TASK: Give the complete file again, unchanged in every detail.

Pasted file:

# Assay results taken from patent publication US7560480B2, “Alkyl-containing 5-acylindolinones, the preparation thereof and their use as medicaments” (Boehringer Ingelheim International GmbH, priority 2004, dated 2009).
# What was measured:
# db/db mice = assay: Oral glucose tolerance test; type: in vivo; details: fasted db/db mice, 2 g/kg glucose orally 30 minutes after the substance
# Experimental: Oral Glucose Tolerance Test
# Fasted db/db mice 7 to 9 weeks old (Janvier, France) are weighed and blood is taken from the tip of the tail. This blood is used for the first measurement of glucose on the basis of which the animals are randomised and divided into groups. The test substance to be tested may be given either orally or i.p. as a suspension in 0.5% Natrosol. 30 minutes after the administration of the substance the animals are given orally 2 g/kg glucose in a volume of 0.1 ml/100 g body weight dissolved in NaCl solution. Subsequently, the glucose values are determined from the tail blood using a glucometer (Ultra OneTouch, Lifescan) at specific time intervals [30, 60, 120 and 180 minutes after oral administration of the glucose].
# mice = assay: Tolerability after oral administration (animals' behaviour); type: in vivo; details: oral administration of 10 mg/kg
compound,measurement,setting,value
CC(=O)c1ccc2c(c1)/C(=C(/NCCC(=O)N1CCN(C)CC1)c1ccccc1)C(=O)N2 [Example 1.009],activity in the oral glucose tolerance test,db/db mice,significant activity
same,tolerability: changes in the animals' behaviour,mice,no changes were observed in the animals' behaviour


# Assay results taken from patent publication US7560480B2, “Alkyl-containing 5-acylindolinones, the preparation thereof and their use as medicaments” (Boehringer Ingelheim International GmbH, priority 2004, dated 2009).
# What was measured:
# db/db mice = assay: Oral glucose tolerance test; type: in vivo; details: fasted db/db mice, 2 g/kg glucose orally 30 minutes after the substance
# Experimental: Oral Glucose Tolerance Test
# Fasted db/db mice 7 to 9 weeks old (Janvier, France) are weighed and blood is taken from the tip of the tail. This blood is used for the first measurement of glucose on the basis of which the animals are randomised and divided into groups. The test substance to be tested may be given either orally or i.p. as a suspension in 0.5% Natrosol. 30 minutes after the administration of the substance the animals are given orally 2 g/kg glucose in a volume of 0.1 ml/100 g body weight dissolved in NaCl solution. Subsequently, the glucose values are determined from the tail blood using a glucometer (Ultra OneTouch, Lifescan) at specific time intervals [30, 60, 120 and 180 minutes after oral administration of the glucose].
# mice = assay: Tolerability after oral administration (animals' behaviour); type: in vivo; details: oral administration of 10 mg/kg
compound,measurement,setting,value
CC(=O)c1ccc2c(c1)/C(=C(/NCCC(=O)N1CCN(C)CC1)c1ccccc1)C(=O)N2 [Example 1.009],activity in the oral glucose tolerance test,db/db mice,significant activity
same,tolerability: changes in the animals' behaviour,mice,no changes were observed in the animals' behaviour